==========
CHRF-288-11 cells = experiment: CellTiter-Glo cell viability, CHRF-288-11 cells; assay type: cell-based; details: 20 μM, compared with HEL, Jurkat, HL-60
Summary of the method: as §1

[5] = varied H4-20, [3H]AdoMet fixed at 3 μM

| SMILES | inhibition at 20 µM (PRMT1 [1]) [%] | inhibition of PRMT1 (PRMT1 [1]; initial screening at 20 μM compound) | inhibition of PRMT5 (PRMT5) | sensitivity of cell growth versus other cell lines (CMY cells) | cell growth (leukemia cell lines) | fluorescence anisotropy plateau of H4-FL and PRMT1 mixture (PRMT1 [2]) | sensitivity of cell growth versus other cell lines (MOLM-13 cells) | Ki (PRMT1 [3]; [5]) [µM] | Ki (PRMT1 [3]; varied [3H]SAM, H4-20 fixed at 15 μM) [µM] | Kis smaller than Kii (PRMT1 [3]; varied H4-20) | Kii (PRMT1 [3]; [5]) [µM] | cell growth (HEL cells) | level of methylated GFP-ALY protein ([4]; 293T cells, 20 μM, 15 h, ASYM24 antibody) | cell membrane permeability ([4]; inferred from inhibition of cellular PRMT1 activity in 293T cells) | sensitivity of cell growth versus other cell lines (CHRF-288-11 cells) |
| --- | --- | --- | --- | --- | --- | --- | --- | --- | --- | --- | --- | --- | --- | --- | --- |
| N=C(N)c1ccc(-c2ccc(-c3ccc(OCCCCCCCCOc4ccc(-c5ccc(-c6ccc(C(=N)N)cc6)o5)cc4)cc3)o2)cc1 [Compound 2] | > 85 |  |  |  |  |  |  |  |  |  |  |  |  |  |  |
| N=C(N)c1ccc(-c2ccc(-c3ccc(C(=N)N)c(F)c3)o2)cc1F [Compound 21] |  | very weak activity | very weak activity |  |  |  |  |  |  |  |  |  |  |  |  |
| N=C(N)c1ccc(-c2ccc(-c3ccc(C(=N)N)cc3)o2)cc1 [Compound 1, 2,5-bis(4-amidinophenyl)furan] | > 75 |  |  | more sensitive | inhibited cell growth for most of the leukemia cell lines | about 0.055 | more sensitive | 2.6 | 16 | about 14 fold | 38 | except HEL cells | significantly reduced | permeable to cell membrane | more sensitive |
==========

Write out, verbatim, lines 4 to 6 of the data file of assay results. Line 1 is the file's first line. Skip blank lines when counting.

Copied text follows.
| SMILES | inhibition at 20 µM (PRMT1 [1]) [%] | inhibition of PRMT1 (PRMT1 [1]; initial screening at 20 μM compound) | inhibition of PRMT5 (PRMT5) | sensitivity of cell growth versus other cell lines (CMY cells) | cell growth (leukemia cell lines) | fluorescence anisotropy plateau of H4-FL and PRMT1 mixture (PRMT1 [2]) | sensitivity of cell growth versus other cell lines (MOLM-13 cells) | Ki (PRMT1 [3]; [5]) [µM] | Ki (PRMT1 [3]; varied [3H]SAM, H4-20 fixed at 15 μM) [µM] | Kis smaller than Kii (PRMT1 [3]; varied H4-20) | Kii (PRMT1 [3]; [5]) [µM] | cell growth (HEL cells) | level of methylated GFP-ALY protein ([4]; 293T cells, 20 μM, 15 h, ASYM24 antibody) | cell membrane permeability ([4]; inferred from inhibition of cellular PRMT1 activity in 293T cells) | sensitivity of cell growth versus other cell lines (CHRF-288-11 cells) |
| --- | --- | --- | --- | --- | --- | --- | --- | --- | --- | --- | --- | --- | --- | --- | --- |
| N=C(N)c1ccc(-c2ccc(-c3ccc(OCCCCCCCCOc4ccc(-c5ccc(-c6ccc(C(=N)N)cc6)o5)cc4)cc3)o2)cc1 [Compound 2] | > 85 |  |  |  |  |  |  |  |  |  |  |  |  |  |  |